And I have thrust myself into this maze,
maze (n.) 2 chance wandering about, labyrinthine business

TS I.ii.55 
Haply to wive and thrive as best I may.
haply (adv.) perhaps, maybe, by chance, with luck

TS I.ii.56 
Crowns in my purse I have, and goods at home,

TS I.ii.57 
And so am come abroad to see the world.
abroad (adv.) 3 away from home, out of the house

 

HORTENSIO

TS I.ii.58 
Petruchio, shall I then come roundly to thee
come (v.) 3 speak, talk, express oneself
roundly (adv.) 1 plainly, to the point, straight out

TS I.ii.59 
And wish thee to a shrewd ill-favoured wife?
ill-favoured (adj.) ugly, unattractive, unsightly
shrewd (adj.) 4 shrewish, bad-tempered, difficult
wish (v.) 4 commend, recommend

TS I.ii.60 
Thou'dst thank me but a little for my counsel,

TS I.ii.61 
And yet I'll promise thee she shall be rich,

TS I.ii.62 
And very rich. But th' art too much my friend,

TS I.ii.63 
And I'll not wish thee to her.

 

PETRUCHIO

TS I.ii.64 
Signor Hortensio, 'twixt such friends as we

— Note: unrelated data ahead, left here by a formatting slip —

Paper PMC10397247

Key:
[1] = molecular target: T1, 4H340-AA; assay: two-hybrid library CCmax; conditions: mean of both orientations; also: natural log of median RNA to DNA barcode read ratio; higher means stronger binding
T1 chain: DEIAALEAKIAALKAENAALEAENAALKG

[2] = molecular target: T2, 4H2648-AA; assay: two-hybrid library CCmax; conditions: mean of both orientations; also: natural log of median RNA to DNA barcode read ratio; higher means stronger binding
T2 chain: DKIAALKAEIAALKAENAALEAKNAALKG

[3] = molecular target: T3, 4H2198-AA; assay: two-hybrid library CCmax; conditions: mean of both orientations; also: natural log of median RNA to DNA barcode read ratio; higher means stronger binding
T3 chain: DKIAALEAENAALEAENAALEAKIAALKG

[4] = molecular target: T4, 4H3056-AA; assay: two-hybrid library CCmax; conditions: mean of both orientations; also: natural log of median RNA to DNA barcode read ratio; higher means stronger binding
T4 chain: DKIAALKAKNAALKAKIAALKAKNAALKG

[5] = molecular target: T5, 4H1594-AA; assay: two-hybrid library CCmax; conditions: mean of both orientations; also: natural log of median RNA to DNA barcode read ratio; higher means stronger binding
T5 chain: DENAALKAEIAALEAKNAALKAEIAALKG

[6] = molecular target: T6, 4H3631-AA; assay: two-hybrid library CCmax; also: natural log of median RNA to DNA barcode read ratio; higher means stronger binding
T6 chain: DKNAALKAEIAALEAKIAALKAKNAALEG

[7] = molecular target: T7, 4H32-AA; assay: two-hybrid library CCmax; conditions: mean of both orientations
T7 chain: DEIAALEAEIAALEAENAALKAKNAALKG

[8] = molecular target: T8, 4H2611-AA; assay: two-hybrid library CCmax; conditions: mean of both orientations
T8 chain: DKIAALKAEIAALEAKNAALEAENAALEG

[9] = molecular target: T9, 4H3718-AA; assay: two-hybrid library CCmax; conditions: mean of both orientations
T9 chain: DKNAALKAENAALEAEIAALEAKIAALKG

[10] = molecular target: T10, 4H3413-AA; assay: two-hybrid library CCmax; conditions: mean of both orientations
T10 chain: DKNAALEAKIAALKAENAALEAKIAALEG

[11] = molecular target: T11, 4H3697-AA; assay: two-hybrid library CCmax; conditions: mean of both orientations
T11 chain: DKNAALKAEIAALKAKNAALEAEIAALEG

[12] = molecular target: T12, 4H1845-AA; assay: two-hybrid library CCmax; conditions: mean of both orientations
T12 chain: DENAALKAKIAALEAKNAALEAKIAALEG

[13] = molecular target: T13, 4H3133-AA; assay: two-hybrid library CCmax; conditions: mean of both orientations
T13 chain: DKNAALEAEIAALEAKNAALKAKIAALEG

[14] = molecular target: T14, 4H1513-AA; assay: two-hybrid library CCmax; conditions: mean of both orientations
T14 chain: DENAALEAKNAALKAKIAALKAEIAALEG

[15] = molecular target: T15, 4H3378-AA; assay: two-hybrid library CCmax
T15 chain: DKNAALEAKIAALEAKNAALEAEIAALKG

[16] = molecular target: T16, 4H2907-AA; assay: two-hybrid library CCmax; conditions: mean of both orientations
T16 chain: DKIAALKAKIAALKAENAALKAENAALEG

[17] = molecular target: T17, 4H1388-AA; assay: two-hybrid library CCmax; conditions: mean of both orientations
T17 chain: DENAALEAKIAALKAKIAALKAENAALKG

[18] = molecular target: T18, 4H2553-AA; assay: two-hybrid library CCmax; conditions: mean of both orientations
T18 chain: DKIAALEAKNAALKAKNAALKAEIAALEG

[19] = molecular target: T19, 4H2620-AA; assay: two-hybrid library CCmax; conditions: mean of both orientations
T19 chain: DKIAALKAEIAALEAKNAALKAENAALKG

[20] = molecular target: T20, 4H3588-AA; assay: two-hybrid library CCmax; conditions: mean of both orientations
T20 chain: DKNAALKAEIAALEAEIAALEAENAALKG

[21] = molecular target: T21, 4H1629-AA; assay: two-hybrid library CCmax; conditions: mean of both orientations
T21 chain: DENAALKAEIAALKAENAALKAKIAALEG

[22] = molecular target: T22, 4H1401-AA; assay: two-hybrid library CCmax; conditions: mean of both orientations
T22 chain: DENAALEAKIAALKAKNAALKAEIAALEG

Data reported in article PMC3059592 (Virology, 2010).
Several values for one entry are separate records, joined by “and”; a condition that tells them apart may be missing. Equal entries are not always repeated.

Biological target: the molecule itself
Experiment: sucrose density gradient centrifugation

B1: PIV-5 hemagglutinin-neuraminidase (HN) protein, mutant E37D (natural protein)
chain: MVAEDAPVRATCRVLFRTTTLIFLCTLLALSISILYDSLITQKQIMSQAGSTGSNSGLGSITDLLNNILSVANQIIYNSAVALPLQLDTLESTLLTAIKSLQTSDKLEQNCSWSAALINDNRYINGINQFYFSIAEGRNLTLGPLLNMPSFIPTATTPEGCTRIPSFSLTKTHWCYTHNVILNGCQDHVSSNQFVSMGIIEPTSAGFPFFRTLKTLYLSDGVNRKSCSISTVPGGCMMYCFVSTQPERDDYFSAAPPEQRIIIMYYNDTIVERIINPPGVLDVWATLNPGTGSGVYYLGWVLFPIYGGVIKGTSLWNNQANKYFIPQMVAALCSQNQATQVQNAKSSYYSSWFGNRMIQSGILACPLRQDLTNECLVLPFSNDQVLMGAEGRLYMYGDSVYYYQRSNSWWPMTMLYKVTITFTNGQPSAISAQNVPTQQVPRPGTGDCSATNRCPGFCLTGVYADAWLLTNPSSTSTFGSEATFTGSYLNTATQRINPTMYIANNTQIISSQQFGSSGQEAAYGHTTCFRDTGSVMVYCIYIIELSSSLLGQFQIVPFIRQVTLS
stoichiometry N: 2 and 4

TS I.ii.65 
Few words suffice; and therefore, if thou know

TS I.ii.66 
One rich enough to be Petruchio's wife –

TS I.ii.67 
As wealth is burden of my wooing dance –
burden, burthen (n.) 2 bass accompaniment [in a song]

TS I.ii.68 
Be she as foul as was Florentius' love,
foul (adj.) 1 plain-looking, unattractive, ugly

TS I.ii.69 
As old as Sibyl, and as curst and shrewd
curst (adj.) 1 bad-tempered, quarrelsome, shrewish, cross
shrewd (adj.) 4 shrewish, bad-tempered, difficult

TS I.ii.70 
As Socrates' Xanthippe, or a worse,

TS I.ii.71 
She moves me not, or not removes at least
move (v.) 8 shake one's resolve, alter one's position

TS I.ii.72 
Affection's edge in me, were she as rough
affection (n.) 1 fancy, inclination, desire
edge (n.) 1 ardour, keen desire

TS I.ii.73 
As are the swelling Adriatic seas.

TS I.ii.74 
I come to wive it wealthily in Padua;

TS I.ii.75 
If wealthily, then happily in Padua.

 

GRUMIO

TS I.ii.76 
Nay, look you, sir, he tells you flatly what his
flatly (adv.) 1 plainly, straight, bluntly

TS I.ii.77 
mind is. Why, give him gold enough and marry him to